Author: Roots, Eric Alexander
Seismic interferometry is a technique by which the Green’s function or impulse response between two receivers is recovered through the cross-correlation of the transmission responses recorded by those receivers. This technique has found several applications, including the generation of virtual shot gathers from ambient seismic noise for use in seismic reflection processing. In March of 2013, 336 receivers were deployed over the volcanogenic massive sulphide (VMS) deposit found at the Lalor mine in Manitoba, Canada. Approximately 300 hours of ambient seismic noise was recorded for the purpose of testing the effectiveness of seismic interferometry in imaging a crystalline rock environment. A time-domain beamforming algorithm was implemented to determine the locations of the sources present during recording. The results indicate that the vast majority of the recorded noise originated from mine and ventilation shafts located at the Lalor mine. Synthetic experiments were conducted to determine the effects such a source distribution would have on the application of seismic interferometry in the presence of dipping reflectors. The experiments show that if sources are located only on one side of a receiver line, the dip and lateral extents of reflectors will not be imaged properly. A technique involving beamforming and F-K filtering was developed to remove surface wave noise originating from near-field sources. Using this technique, the raw data was processed into virtual shot gathers free of surface wave noise. Virtual shot gathers were generated along 4 of the receiver lines and processed as separate 2-D reflection datasets. The resulting reflection profiles are compared against coincident DMO-stacked data from a larger 3-D active seismic survey conducted over the Lalor mine. Using this comparison in conjunction with knowledge of the local geology, events recovered in the passive reflection profiles are interpreted as either real reflections or spurious events, and possible explanations of their origin are given.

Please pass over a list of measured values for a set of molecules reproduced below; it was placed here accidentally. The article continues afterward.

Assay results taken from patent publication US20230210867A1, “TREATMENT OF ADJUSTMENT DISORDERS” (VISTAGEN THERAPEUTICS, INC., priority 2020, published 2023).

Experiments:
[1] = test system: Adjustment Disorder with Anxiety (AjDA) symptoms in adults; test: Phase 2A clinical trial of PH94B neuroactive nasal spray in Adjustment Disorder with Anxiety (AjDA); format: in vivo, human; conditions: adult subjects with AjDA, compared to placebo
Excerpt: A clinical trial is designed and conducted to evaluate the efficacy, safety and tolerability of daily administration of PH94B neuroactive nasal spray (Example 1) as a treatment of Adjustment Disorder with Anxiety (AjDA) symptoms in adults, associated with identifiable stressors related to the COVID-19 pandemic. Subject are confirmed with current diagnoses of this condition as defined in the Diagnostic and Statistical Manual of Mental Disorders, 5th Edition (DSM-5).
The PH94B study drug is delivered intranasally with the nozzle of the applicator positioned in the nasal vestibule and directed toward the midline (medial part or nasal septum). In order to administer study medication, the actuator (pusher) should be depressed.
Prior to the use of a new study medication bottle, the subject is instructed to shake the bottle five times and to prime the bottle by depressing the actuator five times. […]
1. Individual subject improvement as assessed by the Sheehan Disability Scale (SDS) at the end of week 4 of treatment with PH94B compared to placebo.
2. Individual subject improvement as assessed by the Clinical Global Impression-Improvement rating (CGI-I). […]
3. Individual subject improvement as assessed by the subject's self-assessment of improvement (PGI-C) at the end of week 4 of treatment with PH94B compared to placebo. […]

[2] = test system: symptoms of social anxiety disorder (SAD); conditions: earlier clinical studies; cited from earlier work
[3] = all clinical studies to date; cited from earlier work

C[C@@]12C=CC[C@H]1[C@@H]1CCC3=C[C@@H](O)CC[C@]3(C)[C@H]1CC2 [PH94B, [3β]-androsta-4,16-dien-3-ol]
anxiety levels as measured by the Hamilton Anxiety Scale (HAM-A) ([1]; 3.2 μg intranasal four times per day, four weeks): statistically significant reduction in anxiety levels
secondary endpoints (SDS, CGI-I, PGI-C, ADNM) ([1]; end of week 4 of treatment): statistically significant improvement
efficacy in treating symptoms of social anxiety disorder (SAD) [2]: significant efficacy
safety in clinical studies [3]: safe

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Thesis advisor: Calvert, Andrew
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